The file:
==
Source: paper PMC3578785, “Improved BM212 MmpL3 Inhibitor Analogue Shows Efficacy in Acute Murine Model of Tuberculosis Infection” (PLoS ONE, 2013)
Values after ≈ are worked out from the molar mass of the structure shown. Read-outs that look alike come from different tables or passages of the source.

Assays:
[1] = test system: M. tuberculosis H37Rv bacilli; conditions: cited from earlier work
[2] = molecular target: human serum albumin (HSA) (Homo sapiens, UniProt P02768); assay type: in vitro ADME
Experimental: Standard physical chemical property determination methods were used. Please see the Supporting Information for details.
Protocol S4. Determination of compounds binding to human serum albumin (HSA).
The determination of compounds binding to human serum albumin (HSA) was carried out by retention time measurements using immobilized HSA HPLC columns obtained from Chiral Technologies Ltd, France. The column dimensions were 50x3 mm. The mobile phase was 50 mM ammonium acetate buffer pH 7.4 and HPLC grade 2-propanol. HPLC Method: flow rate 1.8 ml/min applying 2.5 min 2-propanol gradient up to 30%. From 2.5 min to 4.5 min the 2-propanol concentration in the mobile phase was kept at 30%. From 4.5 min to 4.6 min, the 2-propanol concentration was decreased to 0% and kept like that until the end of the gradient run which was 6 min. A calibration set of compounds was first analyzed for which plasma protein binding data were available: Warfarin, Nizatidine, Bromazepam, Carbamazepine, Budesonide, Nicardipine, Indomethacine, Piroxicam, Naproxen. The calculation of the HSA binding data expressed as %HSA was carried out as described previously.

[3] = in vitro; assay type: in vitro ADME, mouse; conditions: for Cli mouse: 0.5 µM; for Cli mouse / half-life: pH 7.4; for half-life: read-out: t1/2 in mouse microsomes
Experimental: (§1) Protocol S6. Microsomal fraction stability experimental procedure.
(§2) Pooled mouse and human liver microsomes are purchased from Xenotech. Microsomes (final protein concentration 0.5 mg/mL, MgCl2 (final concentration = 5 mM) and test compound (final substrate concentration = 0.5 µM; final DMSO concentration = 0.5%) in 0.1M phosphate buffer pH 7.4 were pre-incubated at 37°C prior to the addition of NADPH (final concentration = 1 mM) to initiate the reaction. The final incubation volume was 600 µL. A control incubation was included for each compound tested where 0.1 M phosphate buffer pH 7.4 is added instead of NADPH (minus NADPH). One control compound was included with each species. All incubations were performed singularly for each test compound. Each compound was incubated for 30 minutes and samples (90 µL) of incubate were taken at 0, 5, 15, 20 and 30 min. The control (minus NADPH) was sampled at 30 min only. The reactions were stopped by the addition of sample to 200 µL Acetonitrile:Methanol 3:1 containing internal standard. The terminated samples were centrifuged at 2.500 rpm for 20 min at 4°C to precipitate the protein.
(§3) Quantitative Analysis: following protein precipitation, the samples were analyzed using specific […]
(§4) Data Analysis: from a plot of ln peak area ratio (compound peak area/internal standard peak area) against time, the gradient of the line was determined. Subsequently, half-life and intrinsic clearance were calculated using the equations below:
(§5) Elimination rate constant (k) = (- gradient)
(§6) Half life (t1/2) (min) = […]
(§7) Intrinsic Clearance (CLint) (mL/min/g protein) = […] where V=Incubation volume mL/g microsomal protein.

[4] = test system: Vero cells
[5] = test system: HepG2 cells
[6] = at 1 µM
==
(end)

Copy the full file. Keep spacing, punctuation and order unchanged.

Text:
Source: paper PMC3578785, “Improved BM212 MmpL3 Inhibitor Analogue Shows Efficacy in Acute Murine Model of Tuberculosis Infection” (PLoS ONE, 2013)
Values after ≈ are worked out from the molar mass of the structure shown. Read-outs that look alike come from different tables or passages of the source.

Assays:
[1] = test system: M. tuberculosis H37Rv bacilli; conditions: cited from earlier work
[2] = molecular target: human serum albumin (HSA) (Homo sapiens, UniProt P02768); assay type: in vitro ADME
Experimental: Standard physical chemical property determination methods were used. Please see the Supporting Information for details.
Protocol S4. Determination of compounds binding to human serum albumin (HSA).
The determination of compounds binding to human serum albumin (HSA) was carried out by retention time measurements using immobilized HSA HPLC columns obtained from Chiral Technologies Ltd, France. The column dimensions were 50x3 mm. The mobile phase was 50 mM ammonium acetate buffer pH 7.4 and HPLC grade 2-propanol. HPLC Method: flow rate 1.8 ml/min applying 2.5 min 2-propanol gradient up to 30%. From 2.5 min to 4.5 min the 2-propanol concentration in the mobile phase was kept at 30%. From 4.5 min to 4.6 min, the 2-propanol concentration was decreased to 0% and kept like that until the end of the gradient run which was 6 min. A calibration set of compounds was first analyzed for which plasma protein binding data were available: Warfarin, Nizatidine, Bromazepam, Carbamazepine, Budesonide, Nicardipine, Indomethacine, Piroxicam, Naproxen. The calculation of the HSA binding data expressed as %HSA was carried out as described previously.

[3] = in vitro; assay type: in vitro ADME, mouse; conditions: for Cli mouse: 0.5 µM; for Cli mouse / half-life: pH 7.4; for half-life: read-out: t1/2 in mouse microsomes
Experimental: (§1) Protocol S6. Microsomal fraction stability experimental procedure.
(§2) Pooled mouse and human liver microsomes are purchased from Xenotech. Microsomes (final protein concentration 0.5 mg/mL, MgCl2 (final concentration = 5 mM) and test compound (final substrate concentration = 0.5 µM; final DMSO concentration = 0.5%) in 0.1M phosphate buffer pH 7.4 were pre-incubated at 37°C prior to the addition of NADPH (final concentration = 1 mM) to initiate the reaction. The final incubation volume was 600 µL. A control incubation was included for each compound tested where 0.1 M phosphate buffer pH 7.4 is added instead of NADPH (minus NADPH). One control compound was included with each species. All incubations were performed singularly for each test compound. Each compound was incubated for 30 minutes and samples (90 µL) of incubate were taken at 0, 5, 15, 20 and 30 min. The control (minus NADPH) was sampled at 30 min only. The reactions were stopped by the addition of sample to 200 µL Acetonitrile:Methanol 3:1 containing internal standard. The terminated samples were centrifuged at 2.500 rpm for 20 min at 4°C to precipitate the protein.
(§3) Quantitative Analysis: following protein precipitation, the samples were analyzed using specific […]
(§4) Data Analysis: from a plot of ln peak area ratio (compound peak area/internal standard peak area) against time, the gradient of the line was determined. Subsequently, half-life and intrinsic clearance were calculated using the equations below:
(§5) Elimination rate constant (k) = (- gradient)
(§6) Half life (t1/2) (min) = […]
(§7) Intrinsic Clearance (CLint) (mL/min/g protein) = […] where V=Incubation volume mL/g microsomal protein.

[4] = test system: Vero cells
[5] = test system: HepG2 cells
[6] = at 1 µM